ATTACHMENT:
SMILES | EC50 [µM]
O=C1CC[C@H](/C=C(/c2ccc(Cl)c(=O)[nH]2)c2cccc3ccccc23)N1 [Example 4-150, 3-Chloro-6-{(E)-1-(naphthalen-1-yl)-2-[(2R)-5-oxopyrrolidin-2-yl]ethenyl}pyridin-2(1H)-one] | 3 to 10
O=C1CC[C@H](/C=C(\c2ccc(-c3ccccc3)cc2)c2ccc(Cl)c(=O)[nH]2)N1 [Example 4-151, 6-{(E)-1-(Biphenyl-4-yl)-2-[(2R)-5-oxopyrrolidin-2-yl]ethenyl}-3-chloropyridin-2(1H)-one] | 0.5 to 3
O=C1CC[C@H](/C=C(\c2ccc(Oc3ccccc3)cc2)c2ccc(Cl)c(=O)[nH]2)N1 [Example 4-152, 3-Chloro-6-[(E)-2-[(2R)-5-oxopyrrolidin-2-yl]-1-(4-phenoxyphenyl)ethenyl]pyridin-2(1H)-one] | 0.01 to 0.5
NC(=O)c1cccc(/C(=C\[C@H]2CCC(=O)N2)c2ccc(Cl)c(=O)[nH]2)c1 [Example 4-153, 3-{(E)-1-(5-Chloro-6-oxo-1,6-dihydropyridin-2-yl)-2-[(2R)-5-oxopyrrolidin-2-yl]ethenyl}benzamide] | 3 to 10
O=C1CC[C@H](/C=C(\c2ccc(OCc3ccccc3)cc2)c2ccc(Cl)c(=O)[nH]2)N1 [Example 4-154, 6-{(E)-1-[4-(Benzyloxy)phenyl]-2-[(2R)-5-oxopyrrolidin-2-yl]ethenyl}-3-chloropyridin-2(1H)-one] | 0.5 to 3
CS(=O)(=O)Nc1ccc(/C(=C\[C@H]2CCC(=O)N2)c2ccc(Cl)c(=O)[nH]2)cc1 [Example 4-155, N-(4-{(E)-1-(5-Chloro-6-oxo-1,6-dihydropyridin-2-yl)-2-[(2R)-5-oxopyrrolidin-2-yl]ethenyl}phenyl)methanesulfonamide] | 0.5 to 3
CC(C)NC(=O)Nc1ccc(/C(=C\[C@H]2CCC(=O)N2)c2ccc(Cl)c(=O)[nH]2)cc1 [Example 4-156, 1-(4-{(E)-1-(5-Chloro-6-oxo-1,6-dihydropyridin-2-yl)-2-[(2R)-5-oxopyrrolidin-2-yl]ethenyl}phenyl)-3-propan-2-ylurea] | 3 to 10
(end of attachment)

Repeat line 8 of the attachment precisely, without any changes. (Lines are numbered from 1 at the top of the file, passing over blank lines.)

CC(C)NC(=O)Nc1ccc(/C(=C\[C@H]2CCC(=O)N2)c2ccc(Cl)c(=O)[nH]2)cc1 [Example 4-156, 1-(4-{(E)-1-(5-Chloro-6-oxo-1,6-dihydropyridin-2-yl)-2-[(2R)-5-oxopyrrolidin-2-yl]ethenyl}phenyl)-3-propan-2-ylurea] | 3 to 10